Now is the time for women with cancer

By Heather Cahill 1 year ago | In Industry, People
  • 1 year ago
AstraZeneca Oncology BUD Heather Cahill

8 March 2023

Now is the right time to talk about equity for the 73,000 women diagnosed with cancer in Australia last year.

It’s also the right time for the Federal Government to look at new ways to ensure Australia can provide timely access to world-class cancer treatments and care, with no women left behind.

International Women’s Day calls on us to forge together for women’s equality through this year’s theme of #EmbraceEquity. So, what can we do in 2023 to ensure equity for the thousands of women living with cancer in Australia?

Breast cancer is still one of the leading causes of death in Australian women and ovarian cancer remains Australia’s deadliest female cancer. Approximately 22,000 Australian women died from cancer in 2022. This rate is unacceptably high.

The wait time for patients to access new medicines is also unacceptably long. In Australia, patients wait on average 537 days for funded access to new cancer medicines through the PBS after the time the medicine is registered with the TGA.

This is even longer than the overall average of 410 days to list new medicines on the PBS – four times longer than in Japan, where patients wait just 98 days for new medicines to be reimbursed, or Germany where the average is 119 days, and Switzerland where they wait 149 days.

‘Equity’ is defined as being fair and reasonable in a way that gives equal treatment to everyone. To ensure equity for the 73,000 Australian women diagnosed with cancer in 2022, we need to broaden the definition of equity of access so that access to treatment and care is available regardless of cancer type, age or stage of disease. Only then, will no patient miss out.

The recent draft Australian Cancer Plan (the Plan) developed by Cancer Australia is a significant step forward for Australian cancer patients and for the hundreds of thousands that will be diagnosed with cancer in the next few years.

Australia is one of a few advanced economies to develop a cancer plan, with the Plan mapping out how delivery of world-class cancer outcomes can be accelerated, incorporating a 10-year vision for optimal and equitable cancer care. With the Plan’s imminent launch in April ahead of the May Federal Budget, we must get this right – for our mothers, for our daughters, for our sisters and for our friends.

Innovation is accelerating

The field of cancer is rapidly changing. Innovative medicines, advanced diagnostics, and digital services are fast leading to significant paradigm shifts, potential cures and more evolved clinical practices, and the Plan must remain responsive to these scientific and technological advances in cancer care and clinical practice.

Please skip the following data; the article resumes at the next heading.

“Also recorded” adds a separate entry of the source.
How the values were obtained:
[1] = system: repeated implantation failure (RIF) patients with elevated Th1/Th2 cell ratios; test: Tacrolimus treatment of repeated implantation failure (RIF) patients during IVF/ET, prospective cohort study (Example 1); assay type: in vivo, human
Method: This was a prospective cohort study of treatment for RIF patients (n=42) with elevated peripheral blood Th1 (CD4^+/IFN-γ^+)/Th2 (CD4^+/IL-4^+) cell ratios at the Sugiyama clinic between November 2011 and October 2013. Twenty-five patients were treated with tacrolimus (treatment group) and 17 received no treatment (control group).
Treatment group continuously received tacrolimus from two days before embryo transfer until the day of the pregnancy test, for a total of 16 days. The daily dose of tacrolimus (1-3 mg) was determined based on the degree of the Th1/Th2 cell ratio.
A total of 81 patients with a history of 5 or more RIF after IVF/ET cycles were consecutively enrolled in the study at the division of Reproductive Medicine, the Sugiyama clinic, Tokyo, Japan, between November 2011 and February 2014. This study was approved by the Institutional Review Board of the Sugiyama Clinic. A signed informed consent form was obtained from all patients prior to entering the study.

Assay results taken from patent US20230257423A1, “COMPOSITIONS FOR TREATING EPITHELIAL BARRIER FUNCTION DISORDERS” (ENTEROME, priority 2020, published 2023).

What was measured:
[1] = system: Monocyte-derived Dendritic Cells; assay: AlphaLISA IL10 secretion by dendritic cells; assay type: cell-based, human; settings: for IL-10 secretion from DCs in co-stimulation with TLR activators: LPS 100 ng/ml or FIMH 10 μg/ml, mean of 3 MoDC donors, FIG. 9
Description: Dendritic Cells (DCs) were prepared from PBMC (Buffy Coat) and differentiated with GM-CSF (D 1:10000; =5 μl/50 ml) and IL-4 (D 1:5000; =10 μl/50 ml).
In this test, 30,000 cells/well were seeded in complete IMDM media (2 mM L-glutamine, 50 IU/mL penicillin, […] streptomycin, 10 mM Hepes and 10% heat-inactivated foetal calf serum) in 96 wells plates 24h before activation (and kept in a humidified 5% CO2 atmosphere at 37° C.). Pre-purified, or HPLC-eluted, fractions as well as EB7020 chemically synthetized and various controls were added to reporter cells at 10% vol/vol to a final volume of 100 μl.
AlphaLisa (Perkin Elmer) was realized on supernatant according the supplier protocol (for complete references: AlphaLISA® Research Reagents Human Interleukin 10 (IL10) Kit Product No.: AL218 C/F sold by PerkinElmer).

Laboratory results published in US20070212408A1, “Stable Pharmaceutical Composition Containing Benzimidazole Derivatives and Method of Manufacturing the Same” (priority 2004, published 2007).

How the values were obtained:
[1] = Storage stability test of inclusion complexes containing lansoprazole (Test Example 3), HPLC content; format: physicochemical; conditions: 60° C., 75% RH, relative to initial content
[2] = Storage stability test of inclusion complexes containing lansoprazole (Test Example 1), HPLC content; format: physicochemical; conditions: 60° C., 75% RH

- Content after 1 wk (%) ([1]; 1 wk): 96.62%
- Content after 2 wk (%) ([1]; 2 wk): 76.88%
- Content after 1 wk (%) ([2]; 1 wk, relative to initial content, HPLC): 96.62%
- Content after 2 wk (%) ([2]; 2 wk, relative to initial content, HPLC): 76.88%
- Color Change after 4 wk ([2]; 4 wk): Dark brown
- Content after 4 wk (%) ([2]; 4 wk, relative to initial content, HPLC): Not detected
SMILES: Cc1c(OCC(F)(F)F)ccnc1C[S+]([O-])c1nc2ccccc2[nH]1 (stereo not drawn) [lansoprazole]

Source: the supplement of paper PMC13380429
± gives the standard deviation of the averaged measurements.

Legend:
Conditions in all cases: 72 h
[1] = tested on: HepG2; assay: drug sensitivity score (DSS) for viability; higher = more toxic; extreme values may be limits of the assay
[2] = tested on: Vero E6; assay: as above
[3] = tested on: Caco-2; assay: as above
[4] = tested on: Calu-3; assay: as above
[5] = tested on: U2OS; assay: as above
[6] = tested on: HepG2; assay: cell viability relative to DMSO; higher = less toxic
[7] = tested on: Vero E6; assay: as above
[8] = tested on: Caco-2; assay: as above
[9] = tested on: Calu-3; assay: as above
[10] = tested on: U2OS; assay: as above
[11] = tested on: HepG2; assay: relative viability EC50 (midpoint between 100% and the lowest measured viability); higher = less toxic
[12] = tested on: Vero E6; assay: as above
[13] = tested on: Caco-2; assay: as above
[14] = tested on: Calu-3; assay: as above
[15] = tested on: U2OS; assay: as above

Earlier diagnosis and routine cancer screening are essential, while to further change the course of a cancer diagnosis for cancer patients, it is critical that we again turn our attention to broadening the definition of equity of access – regardless of the patient’s cancer type, age or stage of disease. Currently, patients diagnosed with less common cancers are often left out or left waiting for treatments, care and support.

Australia also needs a commitment from the Government to review the way cancer medicines are assessed and valued. A dedicated approach to evaluating emerging innovative cancer medicines is urgently needed to deliver faster and fairer access, ensuring Australia remains a leader in providing world-class cancer treatments and care.

By embracing rapidly advancing science and increasing our focus on health equity, I believe Australia can get closer to eliminating cancer as a cause of death.

US President Joe Biden recently committed to reducing the cancer death rate in the US by at least 50 per cent over the next 25 years as part of a ‘Cancer Moonshot’ program – an ambitious target with an ‘all-hands-on-deck’ approach to “end cancer as we know it today”. The top three elements of this strategy are earlier diagnosis, cancer prevention, and addressing inequities.

Here in Australia, there’s a sense of optimism that the new National Women’s Health Advisory Council, announced by the Australian Government in December, will be a platform for decision makers to address the stark differences in health outcomes for women, including key equity issues in cancer care such as delayed diagnosis, dismissal of symptoms, medical research, and health outcomes.

Along with the Australian Cancer Plan and the National Women’s Health Strategy 2020-2030, these initiatives present a unique opportunity to deliver change for the health and lives of Australian women with cancer that should not be wasted. Any efforts to prioritise and address equity must be accelerated.

We can find better ways to hold women up in our healthcare system and now is the time to get it right.

©MedNews 2023

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